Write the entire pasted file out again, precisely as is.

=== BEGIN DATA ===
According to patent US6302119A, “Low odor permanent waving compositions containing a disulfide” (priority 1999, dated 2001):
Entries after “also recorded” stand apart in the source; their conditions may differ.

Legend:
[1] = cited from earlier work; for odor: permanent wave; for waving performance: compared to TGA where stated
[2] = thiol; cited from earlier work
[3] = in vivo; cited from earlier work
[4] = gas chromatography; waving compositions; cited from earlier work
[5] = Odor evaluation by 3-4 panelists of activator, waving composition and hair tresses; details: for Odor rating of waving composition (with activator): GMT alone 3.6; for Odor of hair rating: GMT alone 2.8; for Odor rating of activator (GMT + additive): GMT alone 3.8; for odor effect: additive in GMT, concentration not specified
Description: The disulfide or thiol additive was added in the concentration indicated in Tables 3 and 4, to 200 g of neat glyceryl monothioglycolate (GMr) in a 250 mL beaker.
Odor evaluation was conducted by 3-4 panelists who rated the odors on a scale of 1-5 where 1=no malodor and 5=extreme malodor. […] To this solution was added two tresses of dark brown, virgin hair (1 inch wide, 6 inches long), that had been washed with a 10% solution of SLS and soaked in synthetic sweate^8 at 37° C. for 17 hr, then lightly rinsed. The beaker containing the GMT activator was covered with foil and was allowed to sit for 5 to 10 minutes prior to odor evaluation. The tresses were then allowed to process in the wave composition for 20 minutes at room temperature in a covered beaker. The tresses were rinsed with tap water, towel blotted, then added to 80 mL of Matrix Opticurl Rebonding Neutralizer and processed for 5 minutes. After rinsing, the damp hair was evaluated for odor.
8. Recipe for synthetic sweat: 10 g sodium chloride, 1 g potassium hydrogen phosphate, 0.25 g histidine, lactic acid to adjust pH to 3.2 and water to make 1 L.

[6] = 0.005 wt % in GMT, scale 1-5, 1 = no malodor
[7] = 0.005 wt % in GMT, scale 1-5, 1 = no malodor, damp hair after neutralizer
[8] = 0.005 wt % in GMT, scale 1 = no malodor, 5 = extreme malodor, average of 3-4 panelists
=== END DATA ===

According to patent US6302119A, “Low odor permanent waving compositions containing a disulfide” (priority 1999, dated 2001):
Entries after “also recorded” stand apart in the source; their conditions may differ.

Legend:
[1] = cited from earlier work; for odor: permanent wave; for waving performance: compared to TGA where stated
[2] = thiol; cited from earlier work
[3] = in vivo; cited from earlier work
[4] = gas chromatography; waving compositions; cited from earlier work
[5] = Odor evaluation by 3-4 panelists of activator, waving composition and hair tresses; details: for Odor rating of waving composition (with activator): GMT alone 3.6; for Odor of hair rating: GMT alone 2.8; for Odor rating of activator (GMT + additive): GMT alone 3.8; for odor effect: additive in GMT, concentration not specified
Description: The disulfide or thiol additive was added in the concentration indicated in Tables 3 and 4, to 200 g of neat glyceryl monothioglycolate (GMr) in a 250 mL beaker.
Odor evaluation was conducted by 3-4 panelists who rated the odors on a scale of 1-5 where 1=no malodor and 5=extreme malodor. […] To this solution was added two tresses of dark brown, virgin hair (1 inch wide, 6 inches long), that had been washed with a 10% solution of SLS and soaked in synthetic sweate^8 at 37° C. for 17 hr, then lightly rinsed. The beaker containing the GMT activator was covered with foil and was allowed to sit for 5 to 10 minutes prior to odor evaluation. The tresses were then allowed to process in the wave composition for 20 minutes at room temperature in a covered beaker. The tresses were rinsed with tap water, towel blotted, then added to 80 mL of Matrix Opticurl Rebonding Neutralizer and processed for 5 minutes. After rinsing, the damp hair was evaluated for odor.
8. Recipe for synthetic sweat: 10 g sodium chloride, 1 g potassium hydrogen phosphate, 0.25 g histidine, lactic acid to adjust pH to 3.2 and water to make 1 L.

[6] = 0.005 wt % in GMT, scale 1-5, 1 = no malodor
[7] = 0.005 wt % in GMT, scale 1-5, 1 = no malodor, damp hair after neutralizer
[8] = 0.005 wt % in GMT, scale 1 = no malodor, 5 = extreme malodor, average of 3-4 panelists